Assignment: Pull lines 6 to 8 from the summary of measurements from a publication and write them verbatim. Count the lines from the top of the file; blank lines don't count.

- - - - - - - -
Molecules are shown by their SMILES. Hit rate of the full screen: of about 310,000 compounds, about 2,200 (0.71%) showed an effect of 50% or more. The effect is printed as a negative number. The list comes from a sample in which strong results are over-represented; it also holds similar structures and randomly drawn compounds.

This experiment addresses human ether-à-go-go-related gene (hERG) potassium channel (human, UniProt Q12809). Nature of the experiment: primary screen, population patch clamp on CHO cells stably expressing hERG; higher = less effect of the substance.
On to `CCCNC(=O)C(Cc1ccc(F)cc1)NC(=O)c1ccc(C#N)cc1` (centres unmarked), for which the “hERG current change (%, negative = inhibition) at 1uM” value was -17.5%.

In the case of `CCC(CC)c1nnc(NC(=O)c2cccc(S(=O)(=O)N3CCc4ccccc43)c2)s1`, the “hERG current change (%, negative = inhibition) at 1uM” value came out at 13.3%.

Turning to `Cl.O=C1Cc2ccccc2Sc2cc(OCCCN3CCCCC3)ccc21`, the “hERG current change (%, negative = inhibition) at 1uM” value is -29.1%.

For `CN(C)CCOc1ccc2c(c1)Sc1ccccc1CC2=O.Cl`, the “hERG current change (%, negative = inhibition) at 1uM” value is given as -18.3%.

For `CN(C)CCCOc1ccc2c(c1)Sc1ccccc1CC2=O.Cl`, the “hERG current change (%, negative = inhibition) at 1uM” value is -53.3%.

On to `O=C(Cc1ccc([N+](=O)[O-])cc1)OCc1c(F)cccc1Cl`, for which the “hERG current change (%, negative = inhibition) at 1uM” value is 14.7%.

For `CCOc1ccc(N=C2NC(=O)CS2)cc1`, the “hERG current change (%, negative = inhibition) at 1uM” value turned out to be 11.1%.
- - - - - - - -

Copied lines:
For `CN(C)CCOc1ccc2c(c1)Sc1ccccc1CC2=O.Cl`, the “hERG current change (%, negative = inhibition) at 1uM” value is given as -18.3%.

For `CN(C)CCCOc1ccc2c(c1)Sc1ccccc1CC2=O.Cl`, the “hERG current change (%, negative = inhibition) at 1uM” value is -53.3%.

On to `O=C(Cc1ccc([N+](=O)[O-])cc1)OCc1c(F)cccc1Cl`, for which the “hERG current change (%, negative = inhibition) at 1uM” value is 14.7%.